BP sees earnings hit 14-year high amid anger over energy firm profits

The oil giant reported profits of $8.5bn, which is up from $2.8bn done year ago.

BP sees earnings hit 14-year high amid anger over energy firm profits STV News

BP has revealed second-quarter profits more than trebled to a 14-year high as it joined rival Shell in reaping the benefits of soaring oil and gas prices.

The oil giant reported underlying replacement cost profits – its preferred measure – jumping to a far better-than-expected 8.5bn US dollars (£6.9bn) for the three months to June 30, up from 2.8bn US dollars (£2.3bn) a year ago.

BP delivered cheer to investors, with a 10% rise in the dividend shareholder payout and by ramping up its share buyback plan with another 3.5bn US dollars (£2.9bn) due before the end of September.

Yet the result comes as households are struggling to meet rocketing bills and anger is mounting anger over massive profits from oil and energy firms following bumper results from Shell and British Gas owner Centrica last week.

BP also warned that there is not expected to be any let up with energy prices over the summer, forecasting that crude oil and gas prices will remain high over the third quarter due to supply disruption from Russia.

Households across Britain have been warned they could face an annual energy bill of £3,615 this winter in the latest grim analysis by energy consultant Cornwall Insight.

Joshua Warner, market analyst at City Index, said it was a “recipe that should continue to deliver bumper earnings for BP and other oil and gas giants”.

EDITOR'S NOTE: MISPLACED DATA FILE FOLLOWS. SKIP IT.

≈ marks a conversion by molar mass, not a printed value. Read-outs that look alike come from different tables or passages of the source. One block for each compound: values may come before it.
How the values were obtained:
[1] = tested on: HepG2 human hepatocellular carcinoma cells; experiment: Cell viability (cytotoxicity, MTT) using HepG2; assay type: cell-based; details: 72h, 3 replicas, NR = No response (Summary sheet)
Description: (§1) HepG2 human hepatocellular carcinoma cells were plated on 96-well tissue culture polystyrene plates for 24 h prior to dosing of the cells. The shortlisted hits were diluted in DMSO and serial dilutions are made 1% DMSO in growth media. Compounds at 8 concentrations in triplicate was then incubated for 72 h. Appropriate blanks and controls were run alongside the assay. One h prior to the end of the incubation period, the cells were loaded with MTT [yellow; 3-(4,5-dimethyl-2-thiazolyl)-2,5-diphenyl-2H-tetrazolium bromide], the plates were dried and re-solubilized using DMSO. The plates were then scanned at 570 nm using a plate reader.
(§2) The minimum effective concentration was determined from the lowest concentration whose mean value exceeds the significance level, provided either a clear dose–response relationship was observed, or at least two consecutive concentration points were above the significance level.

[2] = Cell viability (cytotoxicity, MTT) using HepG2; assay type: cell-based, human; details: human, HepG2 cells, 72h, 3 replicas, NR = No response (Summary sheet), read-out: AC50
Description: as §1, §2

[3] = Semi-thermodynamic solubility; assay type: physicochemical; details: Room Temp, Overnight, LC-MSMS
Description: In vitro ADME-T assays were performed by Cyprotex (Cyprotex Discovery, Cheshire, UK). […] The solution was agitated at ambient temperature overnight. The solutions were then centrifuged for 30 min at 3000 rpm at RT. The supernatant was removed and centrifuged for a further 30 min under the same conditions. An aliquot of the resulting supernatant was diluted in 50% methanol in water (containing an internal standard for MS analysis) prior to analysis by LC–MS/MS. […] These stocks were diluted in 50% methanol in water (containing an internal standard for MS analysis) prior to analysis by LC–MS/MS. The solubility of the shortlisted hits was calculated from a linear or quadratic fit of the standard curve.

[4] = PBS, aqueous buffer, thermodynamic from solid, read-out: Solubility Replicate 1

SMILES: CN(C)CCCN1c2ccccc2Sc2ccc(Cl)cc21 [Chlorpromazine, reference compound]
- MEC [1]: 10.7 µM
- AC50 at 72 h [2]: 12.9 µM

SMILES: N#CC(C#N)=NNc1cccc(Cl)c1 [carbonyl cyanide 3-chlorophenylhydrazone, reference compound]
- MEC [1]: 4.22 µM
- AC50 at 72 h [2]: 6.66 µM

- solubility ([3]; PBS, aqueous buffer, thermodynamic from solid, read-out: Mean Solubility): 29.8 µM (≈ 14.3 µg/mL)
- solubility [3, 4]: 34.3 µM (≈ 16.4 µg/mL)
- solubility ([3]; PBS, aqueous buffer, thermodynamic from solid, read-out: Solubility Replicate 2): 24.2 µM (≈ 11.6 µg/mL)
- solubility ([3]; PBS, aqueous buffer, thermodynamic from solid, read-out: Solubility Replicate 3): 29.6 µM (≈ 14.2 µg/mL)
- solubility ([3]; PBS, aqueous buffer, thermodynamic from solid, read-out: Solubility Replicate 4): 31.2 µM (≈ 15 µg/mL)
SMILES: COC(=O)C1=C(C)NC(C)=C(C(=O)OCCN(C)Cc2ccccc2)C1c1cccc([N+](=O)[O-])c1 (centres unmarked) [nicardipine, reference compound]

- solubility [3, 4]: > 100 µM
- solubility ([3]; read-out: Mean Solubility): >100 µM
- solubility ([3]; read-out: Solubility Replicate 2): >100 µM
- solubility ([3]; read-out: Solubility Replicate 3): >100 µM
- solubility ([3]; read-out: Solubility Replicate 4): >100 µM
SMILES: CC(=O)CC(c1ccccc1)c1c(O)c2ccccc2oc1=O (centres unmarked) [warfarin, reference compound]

The Government is introducing a windfall tax on the profits of energy companies, but it has faced criticism for giving strong incentives to allow companies to invest in oil and gas, while there are no tax incentives in the policy for green investment.

But BP’s reported half-year figures were impacted by a massive 24.4 billion US dollar (£19.9 billion) hit from the firm’s move to ditch its near-20% stake in Russian oil producer Rosneft in response to the Ukraine war.

This left it with statutory replacement cost losses of 15.4 billion US dollars (£13bn), against profits of 5.7bn US dollars (£4.7bn) a year earlier.

BP chief executive Bernard Looney insisted the group was continuing to “perform while transforming”.

He said: “Our people have continued to work hard throughout the quarter helping to solve the energy trilemma – secure, affordable and lower carbon energy.

“We do this by providing the oil and gas the world needs today – while at the same time, investing to accelerate the energy transition.”

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